Suggested Searches

6 min read

Understanding the Potential Dangers of Spacecraft Charging

This article is from the 2016 NESC Technical Update.

ESA EURECA satellite solar array sustained arc damage.
Arc damage in laboratory tests of the chromic acid anodized thermal control coating covering ISS orbital debris shields.

In April 2010, the Galaxy 15 telecommunications satellite was set adrift, wandering away from its assigned place in geosynchronous orbit. Ground controllers had lost contact with the spacecraft and were powerless to upload the commands it needed for executing station keeping maneuvers. As a result, the satellite began an uncontrolled drift in longitude, with the threat of getting in the way of other satellites, and potentially interfering with their transmissions. This uncontrolled drifting went on for months.

Reports in the scientific literature and space technology trade journals suggested Galaxy 15 was a victim of spacecraft charging. Hot electrons roaming the outer radiation belt had pelted the satellite, causing a negative charge to build on its surface — a charging event. And much like walking across a carpet and then touching a door knob, an electrostatic discharge ensued that knocked out its communications systems. It could no longer receive radio contact from its owner, Intelsat. It took 8 months to reestablish contact and successfully reposition the satellite in its desired orbit.

“Luckily for Galaxy 15, it wasn’t a loss of mission,” said Dr. Joseph Minow, NASA Technical Fellow for Space Environments. “They were able to establish a work around to recover use of the satellite.” Other satellites have not been so lucky. The Advanced Earth Observing Satellite 2 (ADEOS-II) in a high inclination low Earth orbit lost its power system in October 2003 and was never recovered. Engineering teams investigating the failure identified charging by high energy auroral electrons followed by an electrostatic discharge between the primary power cables as the likely cause of the power system damage. “The mission was a total loss. In geostationary orbit, there are a lot of hot electrons and during geomagnetic storms they build up. It’s a classic charging environment. Auroral charging is a similar problem, with hot electrons generated in the electric field structures above the Earth’s auroral zone that produce the northern and southern lights. Satellite designers have had to deal with these problems for years,” he said.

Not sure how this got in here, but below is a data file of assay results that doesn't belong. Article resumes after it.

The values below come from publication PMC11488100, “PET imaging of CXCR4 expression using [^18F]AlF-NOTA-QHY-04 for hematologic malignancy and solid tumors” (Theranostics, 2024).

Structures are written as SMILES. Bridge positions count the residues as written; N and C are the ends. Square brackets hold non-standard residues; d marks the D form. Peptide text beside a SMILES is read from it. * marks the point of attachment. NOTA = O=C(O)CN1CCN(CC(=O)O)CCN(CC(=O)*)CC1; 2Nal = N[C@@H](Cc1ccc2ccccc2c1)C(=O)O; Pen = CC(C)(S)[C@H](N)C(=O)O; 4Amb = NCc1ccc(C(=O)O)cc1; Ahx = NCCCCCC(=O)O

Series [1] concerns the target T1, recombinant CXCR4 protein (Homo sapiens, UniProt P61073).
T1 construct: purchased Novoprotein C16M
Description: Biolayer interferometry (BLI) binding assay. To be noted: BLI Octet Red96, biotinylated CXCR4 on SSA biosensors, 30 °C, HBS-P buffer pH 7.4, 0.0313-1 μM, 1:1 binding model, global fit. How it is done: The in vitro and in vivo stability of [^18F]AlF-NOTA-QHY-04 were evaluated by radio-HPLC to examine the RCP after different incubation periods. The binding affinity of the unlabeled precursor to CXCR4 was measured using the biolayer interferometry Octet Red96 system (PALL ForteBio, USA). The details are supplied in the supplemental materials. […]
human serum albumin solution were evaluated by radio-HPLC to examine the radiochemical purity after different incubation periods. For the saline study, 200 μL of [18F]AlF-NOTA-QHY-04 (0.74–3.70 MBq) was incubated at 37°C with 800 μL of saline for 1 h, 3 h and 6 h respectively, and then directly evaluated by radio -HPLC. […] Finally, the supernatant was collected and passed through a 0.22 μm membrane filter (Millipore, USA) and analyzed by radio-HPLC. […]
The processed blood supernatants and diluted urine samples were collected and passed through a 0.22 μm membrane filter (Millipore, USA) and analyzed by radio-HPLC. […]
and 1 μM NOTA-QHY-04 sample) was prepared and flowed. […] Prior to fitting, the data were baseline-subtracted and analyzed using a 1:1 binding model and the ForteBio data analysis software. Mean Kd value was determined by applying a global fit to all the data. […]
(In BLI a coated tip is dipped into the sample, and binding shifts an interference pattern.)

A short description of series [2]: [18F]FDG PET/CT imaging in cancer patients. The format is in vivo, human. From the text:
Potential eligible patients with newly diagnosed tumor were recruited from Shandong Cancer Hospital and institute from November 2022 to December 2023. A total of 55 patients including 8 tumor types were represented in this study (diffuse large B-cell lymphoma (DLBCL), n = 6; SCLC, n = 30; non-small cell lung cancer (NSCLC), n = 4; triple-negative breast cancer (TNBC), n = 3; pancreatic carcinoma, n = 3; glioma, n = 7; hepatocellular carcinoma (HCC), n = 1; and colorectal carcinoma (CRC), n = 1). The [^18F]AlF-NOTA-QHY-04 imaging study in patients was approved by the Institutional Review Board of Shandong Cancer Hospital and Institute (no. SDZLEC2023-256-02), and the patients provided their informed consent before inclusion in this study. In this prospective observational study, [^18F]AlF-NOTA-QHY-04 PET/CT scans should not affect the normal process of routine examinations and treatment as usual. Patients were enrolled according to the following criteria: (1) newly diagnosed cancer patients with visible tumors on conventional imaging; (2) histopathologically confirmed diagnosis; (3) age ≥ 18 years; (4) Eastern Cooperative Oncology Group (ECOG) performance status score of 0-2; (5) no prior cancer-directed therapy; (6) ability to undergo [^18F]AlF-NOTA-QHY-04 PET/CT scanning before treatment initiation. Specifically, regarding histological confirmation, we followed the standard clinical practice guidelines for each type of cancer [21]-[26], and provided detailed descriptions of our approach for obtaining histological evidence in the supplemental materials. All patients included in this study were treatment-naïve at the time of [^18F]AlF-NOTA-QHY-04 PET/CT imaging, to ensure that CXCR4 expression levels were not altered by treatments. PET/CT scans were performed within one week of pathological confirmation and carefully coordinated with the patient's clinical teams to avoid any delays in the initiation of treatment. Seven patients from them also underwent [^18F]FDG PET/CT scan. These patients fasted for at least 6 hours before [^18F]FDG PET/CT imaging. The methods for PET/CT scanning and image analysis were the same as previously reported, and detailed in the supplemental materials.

“Space is an interesting place. You tend to think of it as a big, empty void,” said Dr. Minow, who has worked to characterize space environments for space system design and operations for many NASA programs including the Space Shuttle, International Space Station, and James Webb Space Telescope (JWST). But while space is a vacuum, it is far from empty, he explains. “For spacecraft operating in a space environment, hazards lurk everywhere. And with the exception of meteoroids and orbital debris, most of those hazards are the product of a high energy charged particle radiation environment that are not even visible to the naked eye. And given that environment, spacecraft charging is inevitable,” said Dr. Minow. “Every spacecraft charges. It’s just a question of whether it has a detrimental impact on the spacecraft or not.”

A Hazard for Spacecraft

“The hazards caused by spacecraft charging are varied,” said Dr. Minow. If a charge builds up that is too big for the spacecraft’s material to hold, discharge arcs, which are essentially strong electrical currents, will occur. And depending on where those arcs go, they can damage electronic components, destroy sensors, or damage important materials such as thermal control coatings.

“They can also show up in electrical systems as phantom commands,” he said. The arcs can spoof the attitude control system, for example, causing attitude changes or spin anomalies. The arcs also emit electromagnetic radiation and cause interference and noise that can hamper both incoming and outgoing command and control as well as science data signals.